Tuesday, December 05, 2006

You sit around here and you spin your little webs and you think the whole world revolves around you and your money.


The last second flood of Measure 37 claims has sent the state into a bit of a panic but has at least provided a bit of grim amusement in watching the Oregonian expressing shock, SHOCK, that corporations might take advantage of a ballot initiative they largely funded the passage of. Not the sharpest tools in the shed over there at the Lazy O.

More sympathetic are the small rural communities which strongly supported Measure 37 that are now running smack dab into the law of unintended consequences. The media has focused on coastal communities near to large tracts of corporate owned timber that may face development under Measure 37 claims but that's not the end of the story. For example:

Sandy received its first claim from Lila C. Leathers, who says her downtown property is hurt by a ban on gas stations and drive-through restaurants.

In other words: a truck stop.

The Sandy downtown is really a small, oval shaped island that splits Highway 26 East and West on both sides. Traffic on the highway is slowed to 25 mph in town and, during the winter ski months when the traffic is particularly heavy, it can be a real bear getting through town.

Leather's property is on the West end of that island bordering Highway 26 on both sides. The truck stop she's been fighting to build would no doubt add considerable traffic problems to the surrounding area as tractor trailers merged back onto the highway. That's why the notoriously development-friendly city have wisely spiked her efforts up to this point. A truck stop would not be beneficial for the local community nor the seasonal travelers that depend on the highway to get up the mountain. Sandy, which bills itself as the "Gateway to Mt. Hood," would become more gate than gateway.

The Governor and legislative leaders are discussing some "tweaking" of Measure 37 during the next session. Most likely something will come together that caps the larger, corporate claims while expediting the smaller individual claims. I would hope the Leathers deal falls into the former category because the benefit to Sandy, and to all all Oregonians that enjoy their winter sports, is negligible to say the least.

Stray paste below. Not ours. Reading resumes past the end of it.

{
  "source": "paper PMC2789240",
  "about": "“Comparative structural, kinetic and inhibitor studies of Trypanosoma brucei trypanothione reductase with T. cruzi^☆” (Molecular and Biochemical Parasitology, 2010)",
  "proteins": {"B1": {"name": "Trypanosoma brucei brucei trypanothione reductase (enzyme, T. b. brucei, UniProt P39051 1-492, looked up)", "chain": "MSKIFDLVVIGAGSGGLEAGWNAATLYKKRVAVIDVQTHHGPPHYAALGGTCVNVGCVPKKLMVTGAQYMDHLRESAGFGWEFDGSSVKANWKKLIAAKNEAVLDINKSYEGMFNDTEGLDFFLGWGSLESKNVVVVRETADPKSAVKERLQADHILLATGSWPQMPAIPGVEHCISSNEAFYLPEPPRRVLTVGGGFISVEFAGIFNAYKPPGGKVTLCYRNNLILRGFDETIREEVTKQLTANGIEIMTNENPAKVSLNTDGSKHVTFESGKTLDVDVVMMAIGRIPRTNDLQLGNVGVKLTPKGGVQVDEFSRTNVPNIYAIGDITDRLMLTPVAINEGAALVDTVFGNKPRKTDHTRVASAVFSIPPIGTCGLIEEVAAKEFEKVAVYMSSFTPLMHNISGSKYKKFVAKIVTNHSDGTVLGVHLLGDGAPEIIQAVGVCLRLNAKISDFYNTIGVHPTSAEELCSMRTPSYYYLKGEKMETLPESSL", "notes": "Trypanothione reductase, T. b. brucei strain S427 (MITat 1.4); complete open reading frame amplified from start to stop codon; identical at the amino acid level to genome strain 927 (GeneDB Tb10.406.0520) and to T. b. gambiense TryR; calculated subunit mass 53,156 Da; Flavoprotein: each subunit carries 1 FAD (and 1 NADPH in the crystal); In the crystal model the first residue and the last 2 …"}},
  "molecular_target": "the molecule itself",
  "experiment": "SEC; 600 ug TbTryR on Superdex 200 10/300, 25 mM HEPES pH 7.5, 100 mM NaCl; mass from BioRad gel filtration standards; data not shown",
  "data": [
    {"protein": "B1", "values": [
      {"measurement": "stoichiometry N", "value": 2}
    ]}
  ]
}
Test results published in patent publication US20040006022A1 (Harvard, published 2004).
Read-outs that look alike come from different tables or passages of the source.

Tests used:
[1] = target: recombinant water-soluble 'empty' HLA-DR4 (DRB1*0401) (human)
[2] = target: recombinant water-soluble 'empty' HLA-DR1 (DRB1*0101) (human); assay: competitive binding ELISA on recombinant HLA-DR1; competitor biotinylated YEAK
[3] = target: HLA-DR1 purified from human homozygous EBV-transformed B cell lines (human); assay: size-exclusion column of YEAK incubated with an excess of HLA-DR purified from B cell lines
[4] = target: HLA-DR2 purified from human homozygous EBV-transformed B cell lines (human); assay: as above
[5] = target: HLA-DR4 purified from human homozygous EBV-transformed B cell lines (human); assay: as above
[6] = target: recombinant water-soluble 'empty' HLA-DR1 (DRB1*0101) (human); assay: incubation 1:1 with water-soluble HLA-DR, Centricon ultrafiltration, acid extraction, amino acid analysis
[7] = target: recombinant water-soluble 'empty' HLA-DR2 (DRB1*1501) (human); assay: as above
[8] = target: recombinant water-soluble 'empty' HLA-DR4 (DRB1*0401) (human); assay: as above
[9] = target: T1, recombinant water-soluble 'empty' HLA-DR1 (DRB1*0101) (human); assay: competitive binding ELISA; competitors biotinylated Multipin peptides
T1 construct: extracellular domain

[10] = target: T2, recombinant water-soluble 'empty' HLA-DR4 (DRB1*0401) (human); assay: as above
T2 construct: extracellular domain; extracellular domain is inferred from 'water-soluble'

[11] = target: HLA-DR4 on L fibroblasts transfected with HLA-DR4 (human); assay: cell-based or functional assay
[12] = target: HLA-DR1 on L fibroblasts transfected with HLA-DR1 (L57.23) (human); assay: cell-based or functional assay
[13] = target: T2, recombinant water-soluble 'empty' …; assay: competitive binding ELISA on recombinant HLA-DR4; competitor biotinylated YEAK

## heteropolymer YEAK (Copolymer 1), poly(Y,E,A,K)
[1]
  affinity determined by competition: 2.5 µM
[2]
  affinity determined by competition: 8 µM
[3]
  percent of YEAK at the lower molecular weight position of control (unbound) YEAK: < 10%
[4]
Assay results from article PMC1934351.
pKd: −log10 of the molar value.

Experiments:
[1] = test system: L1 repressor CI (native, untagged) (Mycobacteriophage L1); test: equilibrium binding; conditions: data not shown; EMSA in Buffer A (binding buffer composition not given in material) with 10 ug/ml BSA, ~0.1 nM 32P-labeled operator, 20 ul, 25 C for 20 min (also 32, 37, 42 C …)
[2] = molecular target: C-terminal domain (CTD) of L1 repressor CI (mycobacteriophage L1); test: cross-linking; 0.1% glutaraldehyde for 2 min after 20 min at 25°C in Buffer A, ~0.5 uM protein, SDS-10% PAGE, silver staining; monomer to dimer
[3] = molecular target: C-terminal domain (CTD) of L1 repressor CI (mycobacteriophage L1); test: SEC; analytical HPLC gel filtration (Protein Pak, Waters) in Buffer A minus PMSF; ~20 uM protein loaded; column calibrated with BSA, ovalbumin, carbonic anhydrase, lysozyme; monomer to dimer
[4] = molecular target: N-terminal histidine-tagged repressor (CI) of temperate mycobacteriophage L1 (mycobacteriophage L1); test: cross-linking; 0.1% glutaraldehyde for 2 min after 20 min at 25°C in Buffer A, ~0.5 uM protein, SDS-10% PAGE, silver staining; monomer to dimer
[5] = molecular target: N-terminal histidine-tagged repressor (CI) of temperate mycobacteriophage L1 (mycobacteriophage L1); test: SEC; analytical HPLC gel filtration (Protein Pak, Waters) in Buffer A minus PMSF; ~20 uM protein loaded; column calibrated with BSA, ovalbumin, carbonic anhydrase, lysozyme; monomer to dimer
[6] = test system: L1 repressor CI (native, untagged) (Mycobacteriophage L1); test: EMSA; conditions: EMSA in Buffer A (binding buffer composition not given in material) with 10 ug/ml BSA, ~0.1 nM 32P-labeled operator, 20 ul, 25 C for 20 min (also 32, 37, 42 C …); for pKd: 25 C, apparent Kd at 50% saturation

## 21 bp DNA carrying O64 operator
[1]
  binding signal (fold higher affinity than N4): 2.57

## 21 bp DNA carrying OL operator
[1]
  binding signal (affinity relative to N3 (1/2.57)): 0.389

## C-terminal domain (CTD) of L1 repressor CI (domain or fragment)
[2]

5 comments:

Don Snabulus said...

The best way to close the door on Measure 37 would be if every Oregonian filed a petition to make their land, condo, mfr home, etc. into a nuclear waste dump requiring a few hundred million bucks each and clog things up so tight nothing could ever be granted.

Overdroid said...

Hey, it's not like many truckstops are dens of hookers, crystal meth, and crime. But then I'm generalizing again, aren't I?

Dean Wormer said...

Don's idea is appealing but Overdroid's promise of drugs and hookers also has it's charm.

Aaron said...

I think Don's idea is brilliant. Beat them at their own game. As a resident of Washougal, Overdroid's comment makes me nervous. After all, Washougal is the meth capital of the Northwest, we wouldn't want competition. I mean, when you drive into Washougal on Highway 14, the sign "Speed Zone Ahead" isn't about Miles Per Hour.

Measure 37 makes me sad. I didn't realize how lucky Oregon was to have its land use system until I moved north of the Columbia. Up here it's all rampant development and inadequate infrastructure. It's a mess now; in 20 years it will be a disaster.

Dean Wormer said...

I mean, when you drive into Washougal on Highway 14, the sign "Speed Zone Ahead" isn't about Miles Per Hour.

:-)

Measure 37 makes me sad. I didn't realize how lucky Oregon was to have its land use system until I moved north of the Columbia.

It's funny but there are a whole heckuva a lot of people that don't see Tom McCall as the visionary that I, and I assume you too buddy, grew up thinking he was.

On another note I'm so tired of political bait n'switches. From the Iraq war to Measure 37 I just want proponents of these half-assed ideas were honest about what they were trying to accomplish.